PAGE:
The talk went so well - it is a fairly new branch of the Embroiderer’s Guild but so lively and interested. The questions at the end went on forever, always a good sign. We incorporate short movies into our talks - you can show so much more then and it breaks up the run of images. The digital projector is one of the best toys we’ve ever had. We did one movie on embellishing printed silk and one on the Melting Pot.
The new book had a good reception. InkAid has really caught everyone’s imagination and, although the talk was actually on texture, I had some samples with me. We had a short seminar after the talk.
Then on to Windsor, via the Royal Ascot ground where all the toffs were leaving. Exciting hats and outfits but, unfortunately, we didn’t get stuck in the usual traffic jam so I couldn’t see too closely.
It was a wonderful evening at the Windsor college with a fun atmosphere. Lots of odd little chaps like this popped up all over the college.
So many people we knew - most of them only seen once a year at this event. We’ve always got on well with Deirdre Hawken and she usually moderates the Diploma course so it was good to see her again. Even better to hear that she is hat-making again after a break of a few years.
Jan and Jean were in top form. Jan commented that we only really get to catch up properly when we teach in Australia and we had a brief reminisce about the last time we taught in Horsham. All the tutors were given a special treat - a trip up a mountain with a guy who was an expert on rock art and a bird expert. Apart from the climbing bit, it was great. We were instructed to keep three points of contact between our bodies and the mountain. As coming down was worse than going up, I asked if our bums could be one of the points as I thought I’d be better going down in a seated position, like a toddler going downstairs.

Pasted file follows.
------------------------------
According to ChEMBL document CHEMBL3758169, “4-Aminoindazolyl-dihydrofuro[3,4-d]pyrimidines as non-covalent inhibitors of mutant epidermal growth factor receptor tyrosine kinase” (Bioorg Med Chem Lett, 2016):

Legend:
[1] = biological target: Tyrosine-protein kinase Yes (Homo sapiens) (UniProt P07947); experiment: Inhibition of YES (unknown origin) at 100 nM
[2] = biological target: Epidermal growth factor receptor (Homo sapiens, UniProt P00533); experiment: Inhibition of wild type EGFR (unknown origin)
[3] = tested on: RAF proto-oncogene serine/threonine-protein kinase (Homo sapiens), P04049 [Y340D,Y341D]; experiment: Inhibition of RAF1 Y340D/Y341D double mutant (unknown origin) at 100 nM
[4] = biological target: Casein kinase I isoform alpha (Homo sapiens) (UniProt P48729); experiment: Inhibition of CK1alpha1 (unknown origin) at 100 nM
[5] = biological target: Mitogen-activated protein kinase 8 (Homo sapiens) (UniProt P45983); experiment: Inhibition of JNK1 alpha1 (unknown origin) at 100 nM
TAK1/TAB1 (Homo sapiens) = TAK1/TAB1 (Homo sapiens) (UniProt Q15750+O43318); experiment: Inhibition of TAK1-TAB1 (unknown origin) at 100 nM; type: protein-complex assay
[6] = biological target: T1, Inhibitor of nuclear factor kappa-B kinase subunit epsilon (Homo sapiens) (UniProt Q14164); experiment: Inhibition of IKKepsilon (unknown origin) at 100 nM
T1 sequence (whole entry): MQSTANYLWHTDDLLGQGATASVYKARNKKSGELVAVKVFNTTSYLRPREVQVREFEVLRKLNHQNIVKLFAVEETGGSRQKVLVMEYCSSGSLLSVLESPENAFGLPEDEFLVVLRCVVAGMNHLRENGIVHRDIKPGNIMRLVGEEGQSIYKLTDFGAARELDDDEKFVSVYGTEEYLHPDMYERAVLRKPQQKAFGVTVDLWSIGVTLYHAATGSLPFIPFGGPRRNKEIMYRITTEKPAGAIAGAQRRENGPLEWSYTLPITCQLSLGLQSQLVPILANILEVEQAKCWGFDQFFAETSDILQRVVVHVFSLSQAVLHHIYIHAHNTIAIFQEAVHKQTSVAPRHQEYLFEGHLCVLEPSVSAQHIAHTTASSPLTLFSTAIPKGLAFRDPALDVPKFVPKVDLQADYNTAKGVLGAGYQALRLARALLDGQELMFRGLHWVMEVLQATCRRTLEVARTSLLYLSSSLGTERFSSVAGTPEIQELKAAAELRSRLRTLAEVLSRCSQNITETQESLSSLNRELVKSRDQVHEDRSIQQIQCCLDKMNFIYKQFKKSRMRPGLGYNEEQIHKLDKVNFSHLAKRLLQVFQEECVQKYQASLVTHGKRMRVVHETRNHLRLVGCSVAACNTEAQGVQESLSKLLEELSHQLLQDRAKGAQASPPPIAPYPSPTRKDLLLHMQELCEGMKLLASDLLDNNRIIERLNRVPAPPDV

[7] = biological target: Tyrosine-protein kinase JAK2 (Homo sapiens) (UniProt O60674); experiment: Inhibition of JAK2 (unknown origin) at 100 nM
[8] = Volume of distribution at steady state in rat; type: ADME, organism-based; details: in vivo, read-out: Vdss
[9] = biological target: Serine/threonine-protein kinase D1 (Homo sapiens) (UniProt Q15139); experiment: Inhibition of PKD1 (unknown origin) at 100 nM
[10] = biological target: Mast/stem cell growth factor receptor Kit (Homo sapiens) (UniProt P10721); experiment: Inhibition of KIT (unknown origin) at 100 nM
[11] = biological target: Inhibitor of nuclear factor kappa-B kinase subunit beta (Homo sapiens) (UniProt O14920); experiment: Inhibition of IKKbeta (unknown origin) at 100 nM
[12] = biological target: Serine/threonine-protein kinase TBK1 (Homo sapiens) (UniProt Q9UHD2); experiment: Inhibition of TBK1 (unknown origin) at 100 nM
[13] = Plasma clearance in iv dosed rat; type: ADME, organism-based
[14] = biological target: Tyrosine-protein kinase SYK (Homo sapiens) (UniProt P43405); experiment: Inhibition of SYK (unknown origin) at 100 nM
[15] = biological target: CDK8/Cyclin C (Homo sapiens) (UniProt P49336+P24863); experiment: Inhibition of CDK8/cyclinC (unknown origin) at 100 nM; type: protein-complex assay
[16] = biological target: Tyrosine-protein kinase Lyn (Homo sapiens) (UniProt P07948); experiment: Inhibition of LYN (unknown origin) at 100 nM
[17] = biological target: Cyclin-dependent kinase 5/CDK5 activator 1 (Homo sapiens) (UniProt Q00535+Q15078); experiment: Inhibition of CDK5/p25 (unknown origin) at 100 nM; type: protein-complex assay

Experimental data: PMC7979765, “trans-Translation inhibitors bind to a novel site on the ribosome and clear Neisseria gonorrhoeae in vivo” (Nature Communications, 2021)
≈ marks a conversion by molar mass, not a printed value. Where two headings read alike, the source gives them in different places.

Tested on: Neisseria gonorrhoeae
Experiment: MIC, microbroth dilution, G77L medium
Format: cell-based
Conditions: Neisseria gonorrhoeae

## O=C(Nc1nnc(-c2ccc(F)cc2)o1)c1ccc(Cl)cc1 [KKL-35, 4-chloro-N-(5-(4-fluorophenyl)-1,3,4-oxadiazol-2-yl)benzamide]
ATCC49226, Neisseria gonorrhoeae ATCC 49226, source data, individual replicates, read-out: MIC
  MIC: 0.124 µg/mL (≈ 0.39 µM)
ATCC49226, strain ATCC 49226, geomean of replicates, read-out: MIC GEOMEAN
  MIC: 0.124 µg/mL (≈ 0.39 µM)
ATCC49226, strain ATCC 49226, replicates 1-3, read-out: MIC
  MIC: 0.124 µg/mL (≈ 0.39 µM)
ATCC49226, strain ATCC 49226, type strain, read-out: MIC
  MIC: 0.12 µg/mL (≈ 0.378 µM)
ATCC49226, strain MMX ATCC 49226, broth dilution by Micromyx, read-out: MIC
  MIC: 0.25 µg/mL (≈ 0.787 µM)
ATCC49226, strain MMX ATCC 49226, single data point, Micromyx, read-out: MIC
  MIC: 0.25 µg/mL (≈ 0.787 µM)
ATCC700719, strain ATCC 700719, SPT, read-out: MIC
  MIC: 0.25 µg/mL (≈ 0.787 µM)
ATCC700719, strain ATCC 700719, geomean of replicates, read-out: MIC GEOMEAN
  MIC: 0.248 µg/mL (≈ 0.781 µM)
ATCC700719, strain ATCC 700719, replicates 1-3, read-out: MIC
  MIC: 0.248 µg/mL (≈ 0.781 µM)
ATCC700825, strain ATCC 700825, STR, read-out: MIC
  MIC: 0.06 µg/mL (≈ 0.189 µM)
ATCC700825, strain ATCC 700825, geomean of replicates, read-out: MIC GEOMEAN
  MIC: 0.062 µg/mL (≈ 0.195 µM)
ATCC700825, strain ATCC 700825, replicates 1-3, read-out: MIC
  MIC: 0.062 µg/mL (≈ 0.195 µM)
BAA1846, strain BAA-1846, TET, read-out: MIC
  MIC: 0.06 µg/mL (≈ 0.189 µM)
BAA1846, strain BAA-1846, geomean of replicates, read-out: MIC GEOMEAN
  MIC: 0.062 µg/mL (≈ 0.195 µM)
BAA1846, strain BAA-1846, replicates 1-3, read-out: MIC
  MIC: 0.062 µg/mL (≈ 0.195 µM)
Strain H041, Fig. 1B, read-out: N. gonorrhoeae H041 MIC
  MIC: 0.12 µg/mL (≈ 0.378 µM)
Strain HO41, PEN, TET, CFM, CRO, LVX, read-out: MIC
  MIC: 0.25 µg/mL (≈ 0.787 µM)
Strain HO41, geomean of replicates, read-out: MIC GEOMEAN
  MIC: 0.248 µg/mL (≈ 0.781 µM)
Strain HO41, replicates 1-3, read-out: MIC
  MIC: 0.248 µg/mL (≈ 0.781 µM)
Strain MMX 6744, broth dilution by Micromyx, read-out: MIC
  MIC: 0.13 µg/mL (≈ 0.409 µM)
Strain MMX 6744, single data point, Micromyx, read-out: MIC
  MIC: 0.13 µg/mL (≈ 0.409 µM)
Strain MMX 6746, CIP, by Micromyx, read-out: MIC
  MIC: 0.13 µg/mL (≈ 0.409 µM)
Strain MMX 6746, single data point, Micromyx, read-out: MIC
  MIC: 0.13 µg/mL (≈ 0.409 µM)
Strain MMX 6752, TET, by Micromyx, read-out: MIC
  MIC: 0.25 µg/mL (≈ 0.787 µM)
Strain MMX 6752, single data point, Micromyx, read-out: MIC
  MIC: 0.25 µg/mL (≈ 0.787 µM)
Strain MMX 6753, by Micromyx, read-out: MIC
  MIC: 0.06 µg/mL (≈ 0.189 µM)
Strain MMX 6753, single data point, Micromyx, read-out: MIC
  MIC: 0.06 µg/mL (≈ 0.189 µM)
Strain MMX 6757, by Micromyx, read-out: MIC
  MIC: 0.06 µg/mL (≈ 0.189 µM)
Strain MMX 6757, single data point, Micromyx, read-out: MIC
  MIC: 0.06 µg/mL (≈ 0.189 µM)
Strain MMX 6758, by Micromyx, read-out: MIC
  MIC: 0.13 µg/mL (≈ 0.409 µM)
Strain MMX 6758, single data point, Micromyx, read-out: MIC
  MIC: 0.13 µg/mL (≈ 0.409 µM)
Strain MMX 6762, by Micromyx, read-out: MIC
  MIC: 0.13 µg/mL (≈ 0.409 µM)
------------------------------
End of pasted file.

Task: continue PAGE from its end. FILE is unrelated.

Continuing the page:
Here’s a Hello style look at some of the personalities. Pam Watts (left) and Margaret Walker (centre) who heads up the arty side of City & Guilds. Margaret said she expected some good news on the C&G courses soon and would keep me in touch. I do hope they find a way to resurrect them as they started so many people on their textile journey. So sorry, but I can't remember the name of the lady on the right, which is awful because I do know her.
Leslie Morgan and Clare Benn, reflected in one of the Diploma installations. I left the flash flare as it added drama. This exhibit needed reflections to make it work.
I found the Final Diploma exhibition a bit more difficult this year - lots of installations - and these really need a good look and a think to get the most from them. You need to get your head around the concept, I think. Wish we lived closer - I’d like another look on a quiet day.
I loved this piece entitled Star Echoes by Sue Faulkener. It is based on research showing that the death of a star can be recorded in growth rings by trees on earth.
Here the tree growth is recorded as a bar code. Interesting idea.
I liked it that we saw the design as well.
The diploma first year's showed promise, as you can see, below. This Beryl Cookish doll from Janet Heawood made me smile. Sad that Beryl Cook is no longer with us.
Unusual materials from Christine Pulker
Jan gave me permission to take and use the photos but I couldn’t ask the artists so I hope they don’t mind. I have more pics, so maybe next time. This blog is much too long, already.
Finally, above is one for Sue, who said she didn’t mind having her pic shown.
Actually the reason she is looking like that is beacause she has dipped her brush in the paint without taking the cover off! Glad you enjoyed the course, Sue.